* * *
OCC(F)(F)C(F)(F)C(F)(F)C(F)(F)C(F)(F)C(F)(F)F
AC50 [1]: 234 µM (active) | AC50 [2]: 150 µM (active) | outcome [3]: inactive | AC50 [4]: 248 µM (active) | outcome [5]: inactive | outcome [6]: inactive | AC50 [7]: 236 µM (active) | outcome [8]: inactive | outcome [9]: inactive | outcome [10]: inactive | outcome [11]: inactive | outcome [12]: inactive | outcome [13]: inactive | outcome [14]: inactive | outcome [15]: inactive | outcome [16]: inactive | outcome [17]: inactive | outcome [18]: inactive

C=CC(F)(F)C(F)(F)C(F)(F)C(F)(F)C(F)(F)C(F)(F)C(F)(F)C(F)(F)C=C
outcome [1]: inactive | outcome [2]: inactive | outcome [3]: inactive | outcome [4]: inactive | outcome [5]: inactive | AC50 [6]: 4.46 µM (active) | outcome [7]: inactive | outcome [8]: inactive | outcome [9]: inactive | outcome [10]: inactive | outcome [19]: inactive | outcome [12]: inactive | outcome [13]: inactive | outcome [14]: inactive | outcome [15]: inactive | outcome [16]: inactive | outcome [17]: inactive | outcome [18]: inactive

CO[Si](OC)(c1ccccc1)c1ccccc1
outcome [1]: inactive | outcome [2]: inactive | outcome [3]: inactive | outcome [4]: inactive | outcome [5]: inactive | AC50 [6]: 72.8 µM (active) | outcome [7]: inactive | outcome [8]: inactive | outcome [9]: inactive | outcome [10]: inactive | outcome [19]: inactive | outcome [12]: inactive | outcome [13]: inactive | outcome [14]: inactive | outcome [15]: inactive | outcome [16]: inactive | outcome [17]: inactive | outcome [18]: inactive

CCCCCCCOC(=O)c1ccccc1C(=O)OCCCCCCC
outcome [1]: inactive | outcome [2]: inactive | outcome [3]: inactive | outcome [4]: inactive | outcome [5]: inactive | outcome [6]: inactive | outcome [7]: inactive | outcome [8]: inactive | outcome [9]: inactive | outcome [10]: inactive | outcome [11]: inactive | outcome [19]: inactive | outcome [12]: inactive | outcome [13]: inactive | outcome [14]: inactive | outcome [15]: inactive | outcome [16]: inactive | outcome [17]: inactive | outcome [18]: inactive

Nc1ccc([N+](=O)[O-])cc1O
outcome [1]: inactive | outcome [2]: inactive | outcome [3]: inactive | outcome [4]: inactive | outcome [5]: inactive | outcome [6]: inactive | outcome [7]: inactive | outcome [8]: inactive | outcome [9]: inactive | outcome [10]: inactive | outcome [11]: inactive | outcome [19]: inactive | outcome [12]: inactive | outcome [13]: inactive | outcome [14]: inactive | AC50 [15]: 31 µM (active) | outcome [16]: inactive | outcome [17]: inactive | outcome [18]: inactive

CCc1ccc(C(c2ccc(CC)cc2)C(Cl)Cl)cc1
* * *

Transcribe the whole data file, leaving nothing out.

OCC(F)(F)C(F)(F)C(F)(F)C(F)(F)C(F)(F)C(F)(F)F
AC50 [1]: 234 µM (active) | AC50 [2]: 150 µM (active) | outcome [3]: inactive | AC50 [4]: 248 µM (active) | outcome [5]: inactive | outcome [6]: inactive | AC50 [7]: 236 µM (active) | outcome [8]: inactive | outcome [9]: inactive | outcome [10]: inactive | outcome [11]: inactive | outcome [12]: inactive | outcome [13]: inactive | outcome [14]: inactive | outcome [15]: inactive | outcome [16]: inactive | outcome [17]: inactive | outcome [18]: inactive

C=CC(F)(F)C(F)(F)C(F)(F)C(F)(F)C(F)(F)C(F)(F)C(F)(F)C(F)(F)C=C
outcome [1]: inactive | outcome [2]: inactive | outcome [3]: inactive | outcome [4]: inactive | outcome [5]: inactive | AC50 [6]: 4.46 µM (active) | outcome [7]: inactive | outcome [8]: inactive | outcome [9]: inactive | outcome [10]: inactive | outcome [19]: inactive | outcome [12]: inactive | outcome [13]: inactive | outcome [14]: inactive | outcome [15]: inactive | outcome [16]: inactive | outcome [17]: inactive | outcome [18]: inactive

CO[Si](OC)(c1ccccc1)c1ccccc1
outcome [1]: inactive | outcome [2]: inactive | outcome [3]: inactive | outcome [4]: inactive | outcome [5]: inactive | AC50 [6]: 72.8 µM (active) | outcome [7]: inactive | outcome [8]: inactive | outcome [9]: inactive | outcome [10]: inactive | outcome [19]: inactive | outcome [12]: inactive | outcome [13]: inactive | outcome [14]: inactive | outcome [15]: inactive | outcome [16]: inactive | outcome [17]: inactive | outcome [18]: inactive

CCCCCCCOC(=O)c1ccccc1C(=O)OCCCCCCC
outcome [1]: inactive | outcome [2]: inactive | outcome [3]: inactive | outcome [4]: inactive | outcome [5]: inactive | outcome [6]: inactive | outcome [7]: inactive | outcome [8]: inactive | outcome [9]: inactive | outcome [10]: inactive | outcome [11]: inactive | outcome [19]: inactive | outcome [12]: inactive | outcome [13]: inactive | outcome [14]: inactive | outcome [15]: inactive | outcome [16]: inactive | outcome [17]: inactive | outcome [18]: inactive

Nc1ccc([N+](=O)[O-])cc1O
outcome [1]: inactive | outcome [2]: inactive | outcome [3]: inactive | outcome [4]: inactive | outcome [5]: inactive | outcome [6]: inactive | outcome [7]: inactive | outcome [8]: inactive | outcome [9]: inactive | outcome [10]: inactive | outcome [11]: inactive | outcome [19]: inactive | outcome [12]: inactive | outcome [13]: inactive | outcome [14]: inactive | AC50 [15]: 31 µM (active) | outcome [16]: inactive | outcome [17]: inactive | outcome [18]: inactive

CCc1ccc(C(c2ccc(CC)cc2)C(Cl)Cl)cc1